The Department of Energy (DOE), through its Office of Science Biological and Environmental Research (BER), Life Sciences subprogram, strives to deliver fundamental knowledge of biological systems that can be used to address DOE needs in clean energy, carbon sequestration, and environmental cleanup. Fundamental research is supported in structural biology, genomics, and the health effects of low dose radiation. Human, animal, and microbial DNA sequencing is used to understand the genetic and environmental basis of normal and abnormal biological function, from human genes that make some people more sensitive to the adverse effects of low doses of radiation to the biochemical capabilities of complex microbial communities that could be used to produce clean energy or sequester atmospheric carbon dioxide.
Scientific tools and resources are developed and made widely available for determining protein structures and genomic DNA sequences and for understanding the structure, function, and regulation of multiprotein complexes from DOE-relevant organisms – information that can then be used to develop biotechnology solutions for DOE needs. Finally, low dose radiation research provides knowledge underpinning rigorous, cost-effective standards to protect the health of cleanup workers and the public and for science-based decisions on DOE site cleanup. BER supports research in five areas of the Life Sciences: structural biology; low dose radiation; molecular/systems biology; human genome; and biological research.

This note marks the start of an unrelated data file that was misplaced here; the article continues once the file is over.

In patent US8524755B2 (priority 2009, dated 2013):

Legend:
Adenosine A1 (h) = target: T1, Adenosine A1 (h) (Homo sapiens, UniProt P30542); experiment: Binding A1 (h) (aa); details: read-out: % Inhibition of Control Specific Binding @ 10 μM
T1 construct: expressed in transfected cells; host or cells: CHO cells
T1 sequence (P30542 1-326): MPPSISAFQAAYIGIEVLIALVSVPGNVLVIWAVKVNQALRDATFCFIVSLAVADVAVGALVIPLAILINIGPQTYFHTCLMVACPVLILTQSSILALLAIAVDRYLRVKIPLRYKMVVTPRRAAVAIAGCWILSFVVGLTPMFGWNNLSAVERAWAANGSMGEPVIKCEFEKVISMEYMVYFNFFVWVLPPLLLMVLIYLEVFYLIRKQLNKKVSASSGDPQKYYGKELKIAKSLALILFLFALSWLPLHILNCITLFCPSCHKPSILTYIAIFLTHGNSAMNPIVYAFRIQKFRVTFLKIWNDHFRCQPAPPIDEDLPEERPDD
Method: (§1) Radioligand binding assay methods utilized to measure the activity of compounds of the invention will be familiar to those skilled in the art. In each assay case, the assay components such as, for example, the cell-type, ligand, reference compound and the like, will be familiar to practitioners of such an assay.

BER’s Life Sciences research is conducted at a large number of universities. For example research is conducted in support of high-throughput human DNA sequencing at the Joint Genome Institutes, on the sequencing of entire microbial genomes with value to the DOE mission, to understand the molecular control of genes and gene pathways in microbes, on the use of model organisms to understand and characterize the human genome, and on the molecular mechanisms of cell responses to low doses of radiation.